Age of Invention: Capital Finds a Way

You’re reading Age of Invention, a newsletter on the causes of the British Industrial Revolution and the history of innovation. This free edition went out to over 7,000 people. If you aren’t already subscribed, you can sign up here:

This week’s research has been especially diffuse, as I try to tie up a few loose ends for the book I’m writing — largely without success, as having pulled on each thread, they just keep on unravelling.

One of these loose ends was a throwaway remark in Lewes Roberts’s 1638 description of the world through the eyes of an English merchant. In talking of Amsterdam, he noted how it had become wealthy because of the “great plenty of moneys which they deliver out at easy rates of interest”, which was now seeking investment opportunities with which to earn higher returns. Lacking land, he says, the Dutch had few options left with which to employ their savings, except long-distance navigation. Certainly, as Davis Kedrosky pointed out the other week, Dutch agriculture was from very early on extremely intensive. They had done all they could to squeeze every last investment opportunity out of their limited land. And as for the flow of savings into commerce, it was certainly a factor in the success of the Dutch in the Indian Ocean.

But what made me really sit up and take notice is that Roberts also mentioned how Dutch capital had also been going abroad: “of late days England, and other neighbouring countries are found to have their estate going at interest according to the custom of the place”. Whereas the Dutch were only able to get returns of about 4-5% in the Netherlands, in countries like England they could get as much as 8%. Having begun to exhaust major investment opportunities at home, Dutch savings pursued the higher rates of return abroad — even when they threatened national interests, and despite the authorities occasionally trying to prevent it. To misquote a character in Jurassic Park: “capital, uh, finds a way”.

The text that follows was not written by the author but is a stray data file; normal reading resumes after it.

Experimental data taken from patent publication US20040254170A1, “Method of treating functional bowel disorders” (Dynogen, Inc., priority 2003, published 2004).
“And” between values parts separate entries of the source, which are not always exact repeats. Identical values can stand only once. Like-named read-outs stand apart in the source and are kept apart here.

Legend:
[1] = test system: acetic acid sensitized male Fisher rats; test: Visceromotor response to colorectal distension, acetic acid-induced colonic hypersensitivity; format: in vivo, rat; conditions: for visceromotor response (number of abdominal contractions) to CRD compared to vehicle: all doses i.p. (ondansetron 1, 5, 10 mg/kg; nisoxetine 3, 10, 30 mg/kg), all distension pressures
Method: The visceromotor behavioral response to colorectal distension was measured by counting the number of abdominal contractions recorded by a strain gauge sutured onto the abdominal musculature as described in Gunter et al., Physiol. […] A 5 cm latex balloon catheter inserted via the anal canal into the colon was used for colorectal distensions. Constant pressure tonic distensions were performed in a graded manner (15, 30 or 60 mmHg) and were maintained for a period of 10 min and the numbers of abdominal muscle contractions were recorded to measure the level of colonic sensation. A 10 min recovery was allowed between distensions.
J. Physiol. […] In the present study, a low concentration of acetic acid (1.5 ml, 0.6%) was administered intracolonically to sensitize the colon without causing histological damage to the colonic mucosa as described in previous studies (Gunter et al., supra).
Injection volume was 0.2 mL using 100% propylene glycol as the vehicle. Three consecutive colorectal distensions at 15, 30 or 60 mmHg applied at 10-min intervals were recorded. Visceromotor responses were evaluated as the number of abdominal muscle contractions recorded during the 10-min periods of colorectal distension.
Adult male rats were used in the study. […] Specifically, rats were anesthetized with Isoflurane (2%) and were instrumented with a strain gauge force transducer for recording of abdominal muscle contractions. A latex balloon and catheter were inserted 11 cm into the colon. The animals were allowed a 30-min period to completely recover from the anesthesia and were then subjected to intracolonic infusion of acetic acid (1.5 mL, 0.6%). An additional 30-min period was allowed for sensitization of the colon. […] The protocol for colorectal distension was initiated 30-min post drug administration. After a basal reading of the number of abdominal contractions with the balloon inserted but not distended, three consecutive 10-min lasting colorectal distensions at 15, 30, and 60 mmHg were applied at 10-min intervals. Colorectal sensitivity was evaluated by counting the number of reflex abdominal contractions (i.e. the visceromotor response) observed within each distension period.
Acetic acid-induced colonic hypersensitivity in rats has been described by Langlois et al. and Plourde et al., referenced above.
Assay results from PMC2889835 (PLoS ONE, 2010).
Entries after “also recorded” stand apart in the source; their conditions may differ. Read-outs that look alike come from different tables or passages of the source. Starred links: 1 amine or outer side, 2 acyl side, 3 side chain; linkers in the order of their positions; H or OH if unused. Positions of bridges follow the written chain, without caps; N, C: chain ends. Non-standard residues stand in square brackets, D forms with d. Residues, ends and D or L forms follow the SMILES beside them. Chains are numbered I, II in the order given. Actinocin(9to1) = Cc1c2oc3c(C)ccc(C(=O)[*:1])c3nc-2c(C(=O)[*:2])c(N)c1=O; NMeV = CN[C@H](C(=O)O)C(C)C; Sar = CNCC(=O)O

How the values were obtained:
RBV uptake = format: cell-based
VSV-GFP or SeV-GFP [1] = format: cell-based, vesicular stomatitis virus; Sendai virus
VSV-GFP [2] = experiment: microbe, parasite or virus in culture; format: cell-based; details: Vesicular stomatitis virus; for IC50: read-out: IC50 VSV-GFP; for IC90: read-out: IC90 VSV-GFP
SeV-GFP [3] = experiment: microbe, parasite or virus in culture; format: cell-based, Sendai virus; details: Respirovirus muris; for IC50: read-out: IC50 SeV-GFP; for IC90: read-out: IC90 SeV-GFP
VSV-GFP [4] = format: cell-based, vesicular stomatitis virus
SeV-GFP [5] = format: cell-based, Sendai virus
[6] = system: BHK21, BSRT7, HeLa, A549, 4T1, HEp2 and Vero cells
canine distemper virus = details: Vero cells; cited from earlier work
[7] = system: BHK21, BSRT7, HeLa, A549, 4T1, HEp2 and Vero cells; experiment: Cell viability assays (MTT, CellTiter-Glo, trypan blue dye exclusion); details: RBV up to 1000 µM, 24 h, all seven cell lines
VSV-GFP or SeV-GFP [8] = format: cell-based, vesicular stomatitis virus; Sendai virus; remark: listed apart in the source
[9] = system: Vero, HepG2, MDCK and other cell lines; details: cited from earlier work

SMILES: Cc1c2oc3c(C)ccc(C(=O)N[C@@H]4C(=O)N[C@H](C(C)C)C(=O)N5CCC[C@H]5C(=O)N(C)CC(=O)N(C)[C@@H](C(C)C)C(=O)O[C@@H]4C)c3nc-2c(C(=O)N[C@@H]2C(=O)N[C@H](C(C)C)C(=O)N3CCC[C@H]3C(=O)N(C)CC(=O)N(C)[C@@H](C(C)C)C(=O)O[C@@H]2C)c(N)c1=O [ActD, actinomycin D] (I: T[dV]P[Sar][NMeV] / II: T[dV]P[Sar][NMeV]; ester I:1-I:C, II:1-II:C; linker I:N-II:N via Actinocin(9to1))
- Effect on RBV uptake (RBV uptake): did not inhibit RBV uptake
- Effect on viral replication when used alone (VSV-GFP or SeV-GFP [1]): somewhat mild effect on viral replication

Dutch capital appears to have primarily flowed to countries near the Baltic — Denmark, Sweden, Poland-Lithuania, and Russia. There, Dutch investors put up the capital to sink mines, drain swamps, exploit forests, dig canals, build mills and launch ships. One of the many successes of Dutch investment was the dramatic growth of the Swedish iron industry, which in the early seventeenth century seemingly grew out of nowhere to dominate the European market. Even England, which in 1590 had been almost self-sufficient in iron, occasionally even exporting some of the stuff, was by 1700 relying on Sweden for half of its supply.

Yet England was a major destination for Dutch capital too, as Roberts’s comment makes clear. In 1618-19, eighteen foreign merchants were arrested on the fairly ludicrous charge of having exported £7m in cash, largely to the Netherlands. This may simply have been one of James I’s many cash-grabbing schemes, alongside the sale of knighthoods and monopolies. But it may also have been prompted by the ever-increasing flow of interest payments back to the Netherlands. Although the arrested merchants were let off with some fines, and some of them were even knighted for their financial services to the king, the episode appears to have left Dutch investors and creditors spooked. When circulating coinage became scarce in 1621, some members of Parliament “were of opinion the withdrawing of the Dutch merchants was the cause of this sudden damp”.